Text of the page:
Dread Knots

By Melanie Lockwood Herman

In his provocative book, The Courage to Lead, R. Brian Stanfield writes: “To be human is to be filled with dread.” By “dread” Stanfield is referring to “a great fear or apprehension.” He reminds his reader that both the fear of dying and the fear of something terrible happening without warning are common. Stanfield adds: “Because we find this dread intolerable we manufacture illusions…we believe, will shield us from the realities of life and protect us from the dread.”

As I read The Courage to Lead last weekend, it occurred to me that in addition to experiencing apprehension about their own mortality, many nonprofit leaders are apprehensive about the mortality of the organizations they serve. And while dread of organizational mortality may not be productive, recent accounts of nonprofits closing their doors are sobering and worthy of reflection.

We can choose to be like some of the crew and passengers on the maiden voyage of the SS Titanic who sailed under the illusion that the ship was unsinkable, or we can choose to face our “dreads.” Last week I offered a half-dozen simple goals for 2011. Here’s a follow-up list for last week’s #4: Fight fear. My suggestion this week is to fight fear and dread less by taking the following steps.

  • Resolve to learn more. Many fears—including reasonable fears and those that don’t deserve even an ounce of perspiration—can be managed by getting additional information. An unexpected decline in sign-ups, enrollments, sales revenue, or online donations may be due to declining interest in your nonprofit’s mission. Or it may be due to a glitch in your online payments processing software. Or a rumor that your nonprofit is winding down. Before pressing the panic button consider a wide range of possibilities and take the time to take a closer look.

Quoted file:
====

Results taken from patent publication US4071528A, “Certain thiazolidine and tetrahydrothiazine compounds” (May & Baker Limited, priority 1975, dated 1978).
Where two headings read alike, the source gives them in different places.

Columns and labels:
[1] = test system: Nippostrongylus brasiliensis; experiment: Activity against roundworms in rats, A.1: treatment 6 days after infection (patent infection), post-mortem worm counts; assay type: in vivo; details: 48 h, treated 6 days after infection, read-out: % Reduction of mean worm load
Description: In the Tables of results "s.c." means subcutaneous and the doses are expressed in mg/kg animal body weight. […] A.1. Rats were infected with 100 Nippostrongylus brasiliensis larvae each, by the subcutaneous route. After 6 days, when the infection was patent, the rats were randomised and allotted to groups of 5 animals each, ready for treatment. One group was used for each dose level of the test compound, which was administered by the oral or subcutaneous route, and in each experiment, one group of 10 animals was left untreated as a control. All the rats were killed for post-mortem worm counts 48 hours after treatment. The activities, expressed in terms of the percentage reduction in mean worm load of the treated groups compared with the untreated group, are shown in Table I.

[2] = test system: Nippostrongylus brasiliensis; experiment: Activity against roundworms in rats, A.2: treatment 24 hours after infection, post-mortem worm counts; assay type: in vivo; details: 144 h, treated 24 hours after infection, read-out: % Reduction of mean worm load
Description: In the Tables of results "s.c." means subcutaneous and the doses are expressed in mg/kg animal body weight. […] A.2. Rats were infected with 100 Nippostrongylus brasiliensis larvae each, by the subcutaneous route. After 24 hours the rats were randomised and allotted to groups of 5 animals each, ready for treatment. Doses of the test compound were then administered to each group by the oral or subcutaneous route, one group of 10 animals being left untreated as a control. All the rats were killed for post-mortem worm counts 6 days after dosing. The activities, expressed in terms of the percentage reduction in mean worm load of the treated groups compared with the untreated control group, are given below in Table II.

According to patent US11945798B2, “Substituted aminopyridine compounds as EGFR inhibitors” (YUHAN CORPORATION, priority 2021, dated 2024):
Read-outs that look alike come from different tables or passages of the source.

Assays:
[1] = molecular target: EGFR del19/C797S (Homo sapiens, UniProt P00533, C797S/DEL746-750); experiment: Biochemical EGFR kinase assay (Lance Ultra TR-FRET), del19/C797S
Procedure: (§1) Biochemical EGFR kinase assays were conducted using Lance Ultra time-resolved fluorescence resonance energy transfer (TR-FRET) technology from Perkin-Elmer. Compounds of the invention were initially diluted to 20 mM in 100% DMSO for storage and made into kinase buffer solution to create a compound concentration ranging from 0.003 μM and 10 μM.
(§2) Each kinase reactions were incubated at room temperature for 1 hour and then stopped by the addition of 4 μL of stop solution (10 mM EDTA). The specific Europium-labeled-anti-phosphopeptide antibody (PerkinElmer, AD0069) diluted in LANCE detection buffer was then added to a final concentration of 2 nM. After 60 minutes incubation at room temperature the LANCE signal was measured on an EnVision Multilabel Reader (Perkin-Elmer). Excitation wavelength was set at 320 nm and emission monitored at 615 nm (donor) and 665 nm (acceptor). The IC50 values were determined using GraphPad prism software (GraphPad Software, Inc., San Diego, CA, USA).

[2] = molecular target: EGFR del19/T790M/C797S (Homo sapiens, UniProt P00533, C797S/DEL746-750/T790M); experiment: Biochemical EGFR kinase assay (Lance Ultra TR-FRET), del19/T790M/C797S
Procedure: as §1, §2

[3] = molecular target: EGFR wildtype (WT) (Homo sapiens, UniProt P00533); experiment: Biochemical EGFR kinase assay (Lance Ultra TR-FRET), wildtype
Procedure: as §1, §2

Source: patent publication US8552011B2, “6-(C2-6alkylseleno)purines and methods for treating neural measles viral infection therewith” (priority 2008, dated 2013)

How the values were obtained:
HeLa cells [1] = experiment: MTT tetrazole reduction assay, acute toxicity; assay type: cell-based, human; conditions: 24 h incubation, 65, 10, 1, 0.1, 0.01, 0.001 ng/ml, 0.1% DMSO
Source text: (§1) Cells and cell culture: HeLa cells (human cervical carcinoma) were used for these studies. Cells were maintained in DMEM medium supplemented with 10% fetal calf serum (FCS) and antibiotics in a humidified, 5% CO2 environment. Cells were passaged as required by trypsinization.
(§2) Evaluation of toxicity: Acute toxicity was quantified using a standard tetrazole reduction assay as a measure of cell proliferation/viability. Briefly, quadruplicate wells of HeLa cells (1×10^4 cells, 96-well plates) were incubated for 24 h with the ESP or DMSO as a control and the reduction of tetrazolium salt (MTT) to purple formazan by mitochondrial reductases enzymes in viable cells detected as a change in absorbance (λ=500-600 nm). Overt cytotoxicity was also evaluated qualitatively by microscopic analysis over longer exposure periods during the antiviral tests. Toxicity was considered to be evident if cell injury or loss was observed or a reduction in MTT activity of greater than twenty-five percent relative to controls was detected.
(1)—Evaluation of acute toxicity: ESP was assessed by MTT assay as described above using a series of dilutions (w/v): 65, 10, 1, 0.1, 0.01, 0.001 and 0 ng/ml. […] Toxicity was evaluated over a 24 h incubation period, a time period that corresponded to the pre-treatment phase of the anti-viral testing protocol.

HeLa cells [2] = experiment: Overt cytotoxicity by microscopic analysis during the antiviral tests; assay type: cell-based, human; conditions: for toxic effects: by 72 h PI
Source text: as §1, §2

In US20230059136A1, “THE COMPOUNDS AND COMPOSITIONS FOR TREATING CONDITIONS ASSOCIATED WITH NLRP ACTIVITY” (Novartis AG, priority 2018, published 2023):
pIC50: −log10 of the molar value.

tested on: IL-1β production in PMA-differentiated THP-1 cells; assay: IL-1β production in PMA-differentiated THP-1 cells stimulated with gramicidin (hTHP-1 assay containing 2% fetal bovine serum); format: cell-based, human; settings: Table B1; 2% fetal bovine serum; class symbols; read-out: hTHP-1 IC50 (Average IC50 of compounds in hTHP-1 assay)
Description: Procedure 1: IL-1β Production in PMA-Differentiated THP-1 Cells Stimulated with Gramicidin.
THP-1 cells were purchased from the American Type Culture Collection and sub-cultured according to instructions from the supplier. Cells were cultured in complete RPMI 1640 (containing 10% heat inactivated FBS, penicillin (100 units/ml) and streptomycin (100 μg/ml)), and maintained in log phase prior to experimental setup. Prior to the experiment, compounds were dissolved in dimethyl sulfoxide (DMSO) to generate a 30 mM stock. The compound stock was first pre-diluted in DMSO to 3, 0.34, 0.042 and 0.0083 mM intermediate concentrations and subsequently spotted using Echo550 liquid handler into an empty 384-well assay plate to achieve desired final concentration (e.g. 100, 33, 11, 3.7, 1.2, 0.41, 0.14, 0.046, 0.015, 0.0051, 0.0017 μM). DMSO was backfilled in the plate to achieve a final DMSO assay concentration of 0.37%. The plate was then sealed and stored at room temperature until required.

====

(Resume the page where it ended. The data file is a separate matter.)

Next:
• Consider alternate futures. If the facts support the need to change what you are doing or how you are doing it, consider more than one way to embrace your new reality. Organizational life is rarely akin to a narrow mountain pass—with only one reasonably safe “path forward.” It may be helpful to use a visual aid to guide your thinking. Draw a dot on the left side of a piece of paper representing where you are today (or where you “think” you are). Beneath the dot write a phrase that describes your “today.” Next, draw several dots representing possible tomorrows on the right side of the page, (e.g., top, middle, bottom of the right side of the page). “Connect the dots” from today to possible tomorrows with arrows. Now brainstorm possibilities for your “tomorrows.” In a matter of minutes you can conceive scenarios that look brighter than today. Being open to a range of possibilities is the first step.
  • Dispense with illusions. Ambitious plans for the future, dreams of meeting the needs of your community and “stretch” goals can motivate the leaders of a nonprofit. But illusions can mask rather than help you overcome or unknot dread. Consider dispensing with unhealthy illusions during 2011. Candidates for the “dispensary” include:
    • Your illusion that poor performing staff will eventually “come around” and begin performing at or above your requirements.
    • Your illusion that conflict between the board and executive will “resolve itself…eventually.”
    • Your illusion that ignoring plant and equipment maintenance is a logical cost-savings measure.
    • Your illusion that skimping on staff training for “one more year” doesn’t put your mission, reputation and clients at risk.
    • Your illusion that many of the downside risks you face won’t materialize and you’ll probably be lucky enough to dodge those that land.

As you work this year to fight fear and turn dread into proactive risk management, don’t hesitate to reach out the team at the Nonprofit Risk Management Center for assistance. We can help in a number of ways, from helping you draft or revise risk management policies to designing custom training programs (on-site, virtual/webinar, or online). We also offer free technical assistance as well as affordable and easy to use online tools, such as My Risk Management Policies and My Financial Management Plan.

Melanie Lockwood Herman is Executive Director of the Nonprofit Risk Management Center. She welcomes your feedback on this article and questions about the Center’s resources at Melanie@nonprofitrisk.org or 703.777.3504. The Center provides risk management tools and resources at www.https://nonprofitrisk.org/ and offers custom consulting assistance.